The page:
This question is in regards to you and your background. I am a software engineer working for a company that is providing systems on a silicon solution for SAN environments. In my work capacity as a system software engineer, I had to understand how, in general, a SAN works and what requirements need to be fulfilled in order for our product to function properly in such an environment.
My interest in SAN architecture has grown and I have been contemplating a career change to become a SAN architect for quite some time now but I am not sure whether it is a right move for someone with my background?
So I was wondering, if you would be kind enough to give me some idea about what it take to become a storage architect. Given your own example, what are your job responsibilities as an architect working for a company that is a storage product developer and solution provider? Could you also, given the opportunity, work as a private SAN consultant and make good money? What are the typical salary ranges for storage architects?
Great question and one that has a fairly simple answer. Background doesn't really mean anything anymore in IT in my opinion since things change so darn rapidly. You need to redevelop your skill set every 18 months or so. Sure, an engineering background may help you get past all the acronyms you need to figure out and may be helpful as a foundation in electronics, but things change so fast these days that learning new stuff is a daily task.
I'll give you an example. I used to teach Windows NT (I'm a certified instructor and an MCSE (although I let that lapse) at a college and for a technology firm. Many of my students had absolutely zero background with computing. One was a baker (he always brought in GREAT cookies!) one worked in a deli and another was a mechanic. There were many people like this all the time in my classes. They became tired of working long hours at crummy pay and wanted to advance their careers. At the end of the course material, these guys took the certification exams and passed them like everyone else.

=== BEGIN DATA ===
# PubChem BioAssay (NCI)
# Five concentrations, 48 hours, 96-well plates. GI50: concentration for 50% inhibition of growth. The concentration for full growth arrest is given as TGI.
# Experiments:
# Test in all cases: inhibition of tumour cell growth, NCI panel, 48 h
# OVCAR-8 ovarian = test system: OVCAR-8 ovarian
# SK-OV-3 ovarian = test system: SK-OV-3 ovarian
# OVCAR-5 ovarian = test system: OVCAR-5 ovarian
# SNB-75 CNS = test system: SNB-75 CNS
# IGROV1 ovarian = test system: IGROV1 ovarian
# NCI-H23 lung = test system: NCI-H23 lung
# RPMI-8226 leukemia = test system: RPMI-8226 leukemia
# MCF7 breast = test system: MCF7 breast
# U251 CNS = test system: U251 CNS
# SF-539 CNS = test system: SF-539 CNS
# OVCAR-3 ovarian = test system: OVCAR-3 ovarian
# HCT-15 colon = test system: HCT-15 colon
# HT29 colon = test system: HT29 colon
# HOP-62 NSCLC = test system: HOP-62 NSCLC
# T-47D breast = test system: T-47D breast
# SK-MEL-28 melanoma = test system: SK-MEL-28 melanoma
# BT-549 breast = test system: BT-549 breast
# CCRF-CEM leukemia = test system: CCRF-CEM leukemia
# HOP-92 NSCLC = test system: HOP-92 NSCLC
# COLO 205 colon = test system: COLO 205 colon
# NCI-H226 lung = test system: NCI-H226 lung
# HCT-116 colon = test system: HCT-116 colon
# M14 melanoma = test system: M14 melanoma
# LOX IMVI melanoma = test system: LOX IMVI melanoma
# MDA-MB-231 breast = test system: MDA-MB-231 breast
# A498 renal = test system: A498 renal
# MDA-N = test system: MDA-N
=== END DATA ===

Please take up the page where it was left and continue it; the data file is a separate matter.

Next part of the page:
Instructing was great and I have run into a lot of my old students in high paying IT jobs at major banks, media companies, brokerage houses, etc. From baker to system administrator, all in a six-month time frame. So as you can see, although background can help (I spent 18 years fixing Digital equipment systems and storage) it is not imperative.
As far as what you need to learn to become a storage architect, you need to start by learning the basics, become well grounded in that and then play with hardware and software a LOT. To learn SAN, I would invest in a training class from one of the switch vendors. I would then take the SNIA training and get certified. Then, ask to join your current employers SAN team and tag along during a proof of concept of one of the vendor's storage subsystems. Getting hands on is the best way to learn in my opinion. You should play with as many operating systems you can, become familiar with the storage solutions from the major vendors, know how to install and program the switches and learn how to install and tune HBAs and drivers on all the operating systems.
All this playing will get you familiar with the little things that drive people nuts when implementing a SAN and will give you the knowledge on how to avoid the pitfalls in the future. You can then take all that knowledge with you as a consultant, or even better get the recognition and promotions from your current employer. Salary ranges vary widely by state, company and responsibility. SearchStorage.com has a salary survey you can tap into to see where you may want to end up.
Hope this helps, and good luck!
Editor's note: Do you agree with this expert's response? If you have more to share, post it in one of our .bphAaR2qhqA^0@/searchstorage>discussion forums.
Dig deeper on Storage management jobs and salaries
Related Q&A from Christopher Poelker
SAN expert Chris Poelker discusses how to change the size of a LUN in a Microsoft cluster server environment.continue reading
SAN expert Chris Poelker compares connecting a SAN with wavelength cabling and dark fiber and discusses the pros and cons of each.continue reading
Storage expert Chris Poelker discusses SATA/SCSI compatibility issues in this expert advice article.continue reading
Have a question for an expert?
Please add a title for your question
Get answers from a TechTarget expert on whatever's puzzling you.